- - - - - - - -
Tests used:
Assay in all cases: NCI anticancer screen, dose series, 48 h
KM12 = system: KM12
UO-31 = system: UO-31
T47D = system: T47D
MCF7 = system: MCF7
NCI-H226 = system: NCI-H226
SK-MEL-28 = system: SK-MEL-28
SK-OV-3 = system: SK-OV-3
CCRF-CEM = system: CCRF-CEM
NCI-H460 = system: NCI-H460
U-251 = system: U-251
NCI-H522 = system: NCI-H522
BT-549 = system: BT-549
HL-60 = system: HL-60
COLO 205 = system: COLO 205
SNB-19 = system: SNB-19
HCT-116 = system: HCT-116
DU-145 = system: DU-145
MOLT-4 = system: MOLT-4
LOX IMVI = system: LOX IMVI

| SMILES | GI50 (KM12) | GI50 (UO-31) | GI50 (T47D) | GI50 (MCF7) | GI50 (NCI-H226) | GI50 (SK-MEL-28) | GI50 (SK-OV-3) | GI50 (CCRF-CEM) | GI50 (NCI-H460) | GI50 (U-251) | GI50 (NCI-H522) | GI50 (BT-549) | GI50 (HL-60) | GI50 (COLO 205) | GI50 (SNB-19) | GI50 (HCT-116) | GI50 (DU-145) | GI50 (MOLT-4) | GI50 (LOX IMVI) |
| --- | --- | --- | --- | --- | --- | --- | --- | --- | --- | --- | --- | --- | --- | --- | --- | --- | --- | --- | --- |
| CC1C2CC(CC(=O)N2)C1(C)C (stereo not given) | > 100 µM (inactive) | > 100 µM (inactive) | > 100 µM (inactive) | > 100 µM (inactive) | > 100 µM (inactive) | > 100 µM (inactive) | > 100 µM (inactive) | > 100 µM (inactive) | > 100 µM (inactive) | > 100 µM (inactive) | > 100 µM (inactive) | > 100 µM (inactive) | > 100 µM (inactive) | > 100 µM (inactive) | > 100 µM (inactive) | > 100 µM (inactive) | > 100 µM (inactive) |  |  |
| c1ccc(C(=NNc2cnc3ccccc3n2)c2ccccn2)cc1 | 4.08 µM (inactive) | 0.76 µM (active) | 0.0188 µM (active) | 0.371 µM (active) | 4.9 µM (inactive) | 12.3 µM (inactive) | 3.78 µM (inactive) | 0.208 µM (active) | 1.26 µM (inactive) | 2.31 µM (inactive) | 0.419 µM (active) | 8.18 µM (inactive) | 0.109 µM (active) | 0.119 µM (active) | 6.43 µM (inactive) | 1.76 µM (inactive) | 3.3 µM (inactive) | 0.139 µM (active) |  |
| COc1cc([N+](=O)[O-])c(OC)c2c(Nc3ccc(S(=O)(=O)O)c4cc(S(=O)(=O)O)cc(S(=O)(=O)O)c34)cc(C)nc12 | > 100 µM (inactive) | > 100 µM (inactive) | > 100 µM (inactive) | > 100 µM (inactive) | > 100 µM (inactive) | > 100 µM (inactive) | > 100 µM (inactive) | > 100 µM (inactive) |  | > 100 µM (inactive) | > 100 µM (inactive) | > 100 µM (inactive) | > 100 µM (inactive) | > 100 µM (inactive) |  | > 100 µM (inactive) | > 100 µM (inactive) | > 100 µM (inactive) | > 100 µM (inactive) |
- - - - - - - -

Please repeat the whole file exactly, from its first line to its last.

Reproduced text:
Tests used:
Assay in all cases: NCI anticancer screen, dose series, 48 h
KM12 = system: KM12
UO-31 = system: UO-31
T47D = system: T47D
MCF7 = system: MCF7
NCI-H226 = system: NCI-H226
SK-MEL-28 = system: SK-MEL-28
SK-OV-3 = system: SK-OV-3
CCRF-CEM = system: CCRF-CEM
NCI-H460 = system: NCI-H460
U-251 = system: U-251
NCI-H522 = system: NCI-H522
BT-549 = system: BT-549
HL-60 = system: HL-60
COLO 205 = system: COLO 205
SNB-19 = system: SNB-19
HCT-116 = system: HCT-116
DU-145 = system: DU-145
MOLT-4 = system: MOLT-4
LOX IMVI = system: LOX IMVI

| SMILES | GI50 (KM12) | GI50 (UO-31) | GI50 (T47D) | GI50 (MCF7) | GI50 (NCI-H226) | GI50 (SK-MEL-28) | GI50 (SK-OV-3) | GI50 (CCRF-CEM) | GI50 (NCI-H460) | GI50 (U-251) | GI50 (NCI-H522) | GI50 (BT-549) | GI50 (HL-60) | GI50 (COLO 205) | GI50 (SNB-19) | GI50 (HCT-116) | GI50 (DU-145) | GI50 (MOLT-4) | GI50 (LOX IMVI) |
| --- | --- | --- | --- | --- | --- | --- | --- | --- | --- | --- | --- | --- | --- | --- | --- | --- | --- | --- | --- |
| CC1C2CC(CC(=O)N2)C1(C)C (stereo not given) | > 100 µM (inactive) | > 100 µM (inactive) | > 100 µM (inactive) | > 100 µM (inactive) | > 100 µM (inactive) | > 100 µM (inactive) | > 100 µM (inactive) | > 100 µM (inactive) | > 100 µM (inactive) | > 100 µM (inactive) | > 100 µM (inactive) | > 100 µM (inactive) | > 100 µM (inactive) | > 100 µM (inactive) | > 100 µM (inactive) | > 100 µM (inactive) | > 100 µM (inactive) |  |  |
| c1ccc(C(=NNc2cnc3ccccc3n2)c2ccccn2)cc1 | 4.08 µM (inactive) | 0.76 µM (active) | 0.0188 µM (active) | 0.371 µM (active) | 4.9 µM (inactive) | 12.3 µM (inactive) | 3.78 µM (inactive) | 0.208 µM (active) | 1.26 µM (inactive) | 2.31 µM (inactive) | 0.419 µM (active) | 8.18 µM (inactive) | 0.109 µM (active) | 0.119 µM (active) | 6.43 µM (inactive) | 1.76 µM (inactive) | 3.3 µM (inactive) | 0.139 µM (active) |  |
| COc1cc([N+](=O)[O-])c(OC)c2c(Nc3ccc(S(=O)(=O)O)c4cc(S(=O)(=O)O)cc(S(=O)(=O)O)c34)cc(C)nc12 | > 100 µM (inactive) | > 100 µM (inactive) | > 100 µM (inactive) | > 100 µM (inactive) | > 100 µM (inactive) | > 100 µM (inactive) | > 100 µM (inactive) | > 100 µM (inactive) |  | > 100 µM (inactive) | > 100 µM (inactive) | > 100 µM (inactive) | > 100 µM (inactive) | > 100 µM (inactive) |  | > 100 µM (inactive) | > 100 µM (inactive) | > 100 µM (inactive) | > 100 µM (inactive) |